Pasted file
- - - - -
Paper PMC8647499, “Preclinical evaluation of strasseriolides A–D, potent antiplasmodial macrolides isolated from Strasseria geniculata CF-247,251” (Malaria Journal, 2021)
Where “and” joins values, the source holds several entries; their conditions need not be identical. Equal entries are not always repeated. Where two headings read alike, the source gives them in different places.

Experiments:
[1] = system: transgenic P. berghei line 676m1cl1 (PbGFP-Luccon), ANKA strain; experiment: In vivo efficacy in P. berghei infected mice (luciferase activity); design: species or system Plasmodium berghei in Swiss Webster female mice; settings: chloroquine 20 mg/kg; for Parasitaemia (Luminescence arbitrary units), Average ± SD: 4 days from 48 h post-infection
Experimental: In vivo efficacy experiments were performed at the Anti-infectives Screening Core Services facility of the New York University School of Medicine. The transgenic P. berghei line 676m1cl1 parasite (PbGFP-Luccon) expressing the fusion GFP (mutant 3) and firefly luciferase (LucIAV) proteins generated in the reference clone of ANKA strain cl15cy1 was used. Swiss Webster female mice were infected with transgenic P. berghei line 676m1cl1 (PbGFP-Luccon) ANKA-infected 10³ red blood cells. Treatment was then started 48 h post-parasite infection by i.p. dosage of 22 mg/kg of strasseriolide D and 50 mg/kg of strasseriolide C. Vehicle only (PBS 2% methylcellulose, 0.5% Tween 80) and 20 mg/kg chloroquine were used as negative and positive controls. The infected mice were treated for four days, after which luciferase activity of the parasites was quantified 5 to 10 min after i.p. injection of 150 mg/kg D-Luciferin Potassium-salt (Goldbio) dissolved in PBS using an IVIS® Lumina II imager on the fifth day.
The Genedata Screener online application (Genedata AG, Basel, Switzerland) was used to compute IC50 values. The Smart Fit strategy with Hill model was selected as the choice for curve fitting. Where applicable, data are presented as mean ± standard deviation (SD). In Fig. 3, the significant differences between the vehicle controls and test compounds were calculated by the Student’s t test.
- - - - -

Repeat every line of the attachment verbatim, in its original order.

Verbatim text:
Paper PMC8647499, “Preclinical evaluation of strasseriolides A–D, potent antiplasmodial macrolides isolated from Strasseria geniculata CF-247,251” (Malaria Journal, 2021)
Where “and” joins values, the source holds several entries; their conditions need not be identical. Equal entries are not always repeated. Where two headings read alike, the source gives them in different places.

Experiments:
[1] = system: transgenic P. berghei line 676m1cl1 (PbGFP-Luccon), ANKA strain; experiment: In vivo efficacy in P. berghei infected mice (luciferase activity); design: species or system Plasmodium berghei in Swiss Webster female mice; settings: chloroquine 20 mg/kg; for Parasitaemia (Luminescence arbitrary units), Average ± SD: 4 days from 48 h post-infection
Experimental: In vivo efficacy experiments were performed at the Anti-infectives Screening Core Services facility of the New York University School of Medicine. The transgenic P. berghei line 676m1cl1 parasite (PbGFP-Luccon) expressing the fusion GFP (mutant 3) and firefly luciferase (LucIAV) proteins generated in the reference clone of ANKA strain cl15cy1 was used. Swiss Webster female mice were infected with transgenic P. berghei line 676m1cl1 (PbGFP-Luccon) ANKA-infected 10³ red blood cells. Treatment was then started 48 h post-parasite infection by i.p. dosage of 22 mg/kg of strasseriolide D and 50 mg/kg of strasseriolide C. Vehicle only (PBS 2% methylcellulose, 0.5% Tween 80) and 20 mg/kg chloroquine were used as negative and positive controls. The infected mice were treated for four days, after which luciferase activity of the parasites was quantified 5 to 10 min after i.p. injection of 150 mg/kg D-Luciferin Potassium-salt (Goldbio) dissolved in PBS using an IVIS® Lumina II imager on the fifth day.
The Genedata Screener online application (Genedata AG, Basel, Switzerland) was used to compute IC50 values. The Smart Fit strategy with Hill model was selected as the choice for curve fitting. Where applicable, data are presented as mean ± standard deviation (SD). In Fig. 3, the significant differences between the vehicle controls and test compounds were calculated by the Student’s t test.